Cricket 2020: the Cape Town ball-tampering saga, two years on
Two years ago today, Australian cricket lost its credibility.
For decades, the national men’s cricket team touted themselves as the standard-bearers for sportsmanship, dutifully upholding the Spirit of Cricket.
But on March 24th in 2018, Cameron Bancroft appeared on the big screen in Newlands, rubbing a yellow strip onto the match ball. When he frantically hid the sandpaper in his pants, the illusion was exposed.
Front pages of newspapers around the globe piled in during a brutal media frenzy – The Times plastered “CHEATS”, The Sun went for “HYPOCRITES”, while the Herald Sun bluntly displayed “SACK THEM ALL” on their cover.
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Australia’s Test captain, surrounded by a dozen security guards, was dragged through the Cape Town airport like a criminal, South African citizens hurling abuse at the batting phenom.
Magellan pulled out of their multi-million sponsorship deal, the national men’s side lost its best coach since John Buchanan, and nine months later, Virat Kohli lifted the Border-Gavaskar Trophy.
The ball-tampering saga sent shockwaves through the sporting landscape. Cricket Australia’s Board was overhauled entirely, and The Ethics Centre’s 147-page review “A Matter of Balance” is a damning read about the sport’s toxic culture.
However, after Steve Smith and David Warner returned from their one-year bans, the team’s revival started to take shape. Tim Paine’s side secured the Ashes on foreign soil for the first time since 2001, and Australia remained undefeated in all three formats during the home 2019/20 summer.
The overwhelming success could spell the start of another golden era for Australian cricket, charged by spearhead Pat Cummins and prodigy Marnus Labuschagne.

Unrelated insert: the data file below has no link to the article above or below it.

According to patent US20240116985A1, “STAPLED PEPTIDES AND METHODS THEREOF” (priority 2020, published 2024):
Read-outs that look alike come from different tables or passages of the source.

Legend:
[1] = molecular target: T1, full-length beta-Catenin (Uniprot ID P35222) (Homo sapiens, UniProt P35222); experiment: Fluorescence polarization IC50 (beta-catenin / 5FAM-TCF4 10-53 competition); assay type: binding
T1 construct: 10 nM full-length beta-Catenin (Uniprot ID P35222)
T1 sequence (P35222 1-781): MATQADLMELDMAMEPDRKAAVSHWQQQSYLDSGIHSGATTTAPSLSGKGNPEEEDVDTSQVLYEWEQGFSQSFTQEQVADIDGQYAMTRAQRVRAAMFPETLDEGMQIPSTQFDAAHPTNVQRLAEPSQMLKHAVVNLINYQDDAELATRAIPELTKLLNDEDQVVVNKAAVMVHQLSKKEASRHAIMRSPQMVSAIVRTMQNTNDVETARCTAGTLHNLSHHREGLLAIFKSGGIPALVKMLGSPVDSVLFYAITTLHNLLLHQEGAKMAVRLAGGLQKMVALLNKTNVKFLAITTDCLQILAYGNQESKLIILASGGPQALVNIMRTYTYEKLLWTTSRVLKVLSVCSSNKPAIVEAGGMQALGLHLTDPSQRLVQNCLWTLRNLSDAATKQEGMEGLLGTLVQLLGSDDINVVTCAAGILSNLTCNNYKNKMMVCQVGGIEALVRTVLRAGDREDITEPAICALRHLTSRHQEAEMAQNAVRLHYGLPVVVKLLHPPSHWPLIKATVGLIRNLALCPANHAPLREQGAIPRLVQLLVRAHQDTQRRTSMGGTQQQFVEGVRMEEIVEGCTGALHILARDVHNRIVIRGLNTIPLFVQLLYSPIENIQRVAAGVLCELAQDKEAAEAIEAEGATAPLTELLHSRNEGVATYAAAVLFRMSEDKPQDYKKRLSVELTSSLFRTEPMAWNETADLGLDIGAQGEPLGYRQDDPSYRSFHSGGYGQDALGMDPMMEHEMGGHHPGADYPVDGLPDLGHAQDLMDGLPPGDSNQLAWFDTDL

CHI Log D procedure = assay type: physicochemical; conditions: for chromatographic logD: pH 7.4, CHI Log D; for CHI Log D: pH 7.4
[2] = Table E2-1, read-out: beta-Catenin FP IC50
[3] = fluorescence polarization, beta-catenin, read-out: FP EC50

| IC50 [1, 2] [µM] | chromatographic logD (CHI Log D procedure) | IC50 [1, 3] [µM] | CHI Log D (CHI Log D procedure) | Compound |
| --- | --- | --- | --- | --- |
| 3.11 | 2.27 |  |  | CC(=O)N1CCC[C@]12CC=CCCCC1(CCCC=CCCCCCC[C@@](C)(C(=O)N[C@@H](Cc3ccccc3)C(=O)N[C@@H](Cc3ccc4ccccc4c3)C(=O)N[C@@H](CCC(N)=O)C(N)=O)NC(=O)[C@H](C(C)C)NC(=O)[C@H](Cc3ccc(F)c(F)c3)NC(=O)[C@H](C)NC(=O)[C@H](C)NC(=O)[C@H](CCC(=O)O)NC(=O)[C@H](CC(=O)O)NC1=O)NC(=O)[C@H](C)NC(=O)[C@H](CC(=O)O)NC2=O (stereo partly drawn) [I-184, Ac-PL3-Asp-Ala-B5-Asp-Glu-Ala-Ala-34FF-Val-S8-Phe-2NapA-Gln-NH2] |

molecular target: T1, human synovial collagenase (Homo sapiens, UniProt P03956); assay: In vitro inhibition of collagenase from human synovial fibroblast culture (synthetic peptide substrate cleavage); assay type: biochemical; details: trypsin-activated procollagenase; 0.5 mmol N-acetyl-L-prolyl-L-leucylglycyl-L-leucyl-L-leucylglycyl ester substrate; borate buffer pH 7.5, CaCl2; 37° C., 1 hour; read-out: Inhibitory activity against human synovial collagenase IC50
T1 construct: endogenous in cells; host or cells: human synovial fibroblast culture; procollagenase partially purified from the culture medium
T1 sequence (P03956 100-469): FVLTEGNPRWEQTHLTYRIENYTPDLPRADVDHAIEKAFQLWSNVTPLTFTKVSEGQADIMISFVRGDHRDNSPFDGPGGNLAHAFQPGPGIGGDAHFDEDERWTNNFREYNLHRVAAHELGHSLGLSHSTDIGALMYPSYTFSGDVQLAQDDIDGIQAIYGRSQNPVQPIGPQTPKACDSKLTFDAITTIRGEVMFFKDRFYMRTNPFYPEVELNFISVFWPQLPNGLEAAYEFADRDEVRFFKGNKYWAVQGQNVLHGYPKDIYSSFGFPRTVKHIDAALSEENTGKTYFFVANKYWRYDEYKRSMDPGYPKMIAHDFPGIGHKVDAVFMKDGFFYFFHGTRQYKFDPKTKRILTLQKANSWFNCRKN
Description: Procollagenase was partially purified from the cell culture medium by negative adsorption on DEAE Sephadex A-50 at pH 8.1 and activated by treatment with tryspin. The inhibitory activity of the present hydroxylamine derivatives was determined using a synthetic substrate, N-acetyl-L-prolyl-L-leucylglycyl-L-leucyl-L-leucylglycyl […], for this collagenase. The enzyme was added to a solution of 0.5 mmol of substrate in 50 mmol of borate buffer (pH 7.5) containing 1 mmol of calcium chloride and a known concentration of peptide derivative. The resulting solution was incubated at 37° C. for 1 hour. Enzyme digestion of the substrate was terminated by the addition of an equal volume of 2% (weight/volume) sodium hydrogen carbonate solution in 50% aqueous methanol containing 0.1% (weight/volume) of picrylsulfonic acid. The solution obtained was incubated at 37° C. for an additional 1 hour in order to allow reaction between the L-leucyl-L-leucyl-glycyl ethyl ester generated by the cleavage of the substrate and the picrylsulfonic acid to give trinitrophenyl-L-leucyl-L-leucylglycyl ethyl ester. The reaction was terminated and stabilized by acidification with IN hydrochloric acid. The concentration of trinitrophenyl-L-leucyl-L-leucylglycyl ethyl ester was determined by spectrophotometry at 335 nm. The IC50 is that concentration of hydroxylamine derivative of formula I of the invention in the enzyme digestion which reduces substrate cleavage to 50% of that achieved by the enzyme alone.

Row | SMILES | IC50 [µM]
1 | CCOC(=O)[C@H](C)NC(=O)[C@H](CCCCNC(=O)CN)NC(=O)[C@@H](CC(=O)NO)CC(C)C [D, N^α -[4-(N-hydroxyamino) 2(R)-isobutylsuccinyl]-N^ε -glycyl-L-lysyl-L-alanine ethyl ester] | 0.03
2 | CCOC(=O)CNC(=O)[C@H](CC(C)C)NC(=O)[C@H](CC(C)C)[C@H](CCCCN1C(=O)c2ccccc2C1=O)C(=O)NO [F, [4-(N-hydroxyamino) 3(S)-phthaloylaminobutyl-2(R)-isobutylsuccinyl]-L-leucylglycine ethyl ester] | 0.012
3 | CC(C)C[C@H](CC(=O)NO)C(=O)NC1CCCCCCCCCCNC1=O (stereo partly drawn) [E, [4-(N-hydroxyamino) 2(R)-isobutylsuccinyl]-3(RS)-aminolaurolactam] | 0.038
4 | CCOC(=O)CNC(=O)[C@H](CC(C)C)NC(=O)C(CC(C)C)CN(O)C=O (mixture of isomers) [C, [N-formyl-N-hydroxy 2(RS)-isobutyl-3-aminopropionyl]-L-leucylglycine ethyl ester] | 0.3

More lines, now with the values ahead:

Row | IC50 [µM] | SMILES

But in the fine print remains an unspoken problem. Although the PR crisis is over for Cricket Australia, a sand-coloured stain lingers.
Smith himself summed it up perfectly during the infamous post-match press conference, two years ago today.
“It’s not within the spirit of the game. My integrity has come into question, and rightfully so,” Smith told reporters in Cape Town, Bancroft sheepishly sitting at his side.
“It’s a big error in judgement, but we’ll learn from it and move past it.”
A big error, yes – but Smith was foolishly naive to think the Australian public would move past it.
“I won’t be considering stepping down (as captain),” Smith defiantly declared. “I still think I’m the right person for the job.”
In actuality, Smith would be replaced by Paine within 48 hours and was handed a two-year ban from any leadership position in Australia’s international or domestic cricket teams.
That ban ends this week – Smith could technically be named captain for Australia’s next match, whenever that may be.
Former All Black Byron Kelleher was charged for an alleged assault charge from an incident in September last year. Stuff reported Kelleher’s lawyer wanted permanent name suppression on the ground publicity over his arrest would severely impact commercial opportunities and brand identity.
However, Judge Russell Collins bluntly denied that request during a hearing in February. Why?
“You can cheat at cricket and still play for Australia,” he said.
“There are many examples of famous sports stars that have had a fall from grace that makes no impact on their brand and marketability at all”.
Smith and Warner have set a worrying precedent.
Mountains of runs can solve any PR crisis – we all forgot about Marcus Stoinis’ homophobic slur after he plundered the highest individual score in Big Bash history.
But although Smith and Warner’s redemption story seemed complete when one single-handedly returned the urn, and the other surpassed Sir Donald Bradman, they still cheated, and no amount of triple-centuries can undo that.
Originally published as The ball-tampering saga: Two years on